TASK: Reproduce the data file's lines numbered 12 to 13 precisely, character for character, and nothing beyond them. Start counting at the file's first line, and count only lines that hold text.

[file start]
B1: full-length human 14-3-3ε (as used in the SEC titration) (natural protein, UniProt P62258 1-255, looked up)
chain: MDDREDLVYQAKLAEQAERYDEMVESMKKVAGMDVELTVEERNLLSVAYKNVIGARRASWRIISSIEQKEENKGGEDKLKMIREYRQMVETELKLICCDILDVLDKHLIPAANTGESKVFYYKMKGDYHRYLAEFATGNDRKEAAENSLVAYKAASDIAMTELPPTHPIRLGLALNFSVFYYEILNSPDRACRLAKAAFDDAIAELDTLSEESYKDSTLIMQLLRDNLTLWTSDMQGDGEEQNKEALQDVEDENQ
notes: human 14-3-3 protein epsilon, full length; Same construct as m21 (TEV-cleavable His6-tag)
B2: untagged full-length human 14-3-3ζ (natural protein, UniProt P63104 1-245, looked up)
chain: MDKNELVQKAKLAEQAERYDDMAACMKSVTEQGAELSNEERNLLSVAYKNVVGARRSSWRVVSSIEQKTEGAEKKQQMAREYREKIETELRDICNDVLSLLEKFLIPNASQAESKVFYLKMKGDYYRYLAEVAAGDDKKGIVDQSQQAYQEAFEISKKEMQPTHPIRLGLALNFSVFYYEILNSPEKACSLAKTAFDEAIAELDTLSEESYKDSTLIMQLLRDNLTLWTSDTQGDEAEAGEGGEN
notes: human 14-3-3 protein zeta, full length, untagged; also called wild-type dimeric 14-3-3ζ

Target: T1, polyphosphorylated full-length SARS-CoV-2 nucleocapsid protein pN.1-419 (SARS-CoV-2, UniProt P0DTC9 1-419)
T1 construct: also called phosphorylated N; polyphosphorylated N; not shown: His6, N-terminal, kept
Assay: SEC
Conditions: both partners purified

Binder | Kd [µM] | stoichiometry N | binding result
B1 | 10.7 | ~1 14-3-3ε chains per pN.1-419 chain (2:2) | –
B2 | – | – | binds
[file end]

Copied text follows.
B1 | 10.7 | ~1 14-3-3ε chains per pN.1-419 chain (2:2) | –
B2 | – | – | binds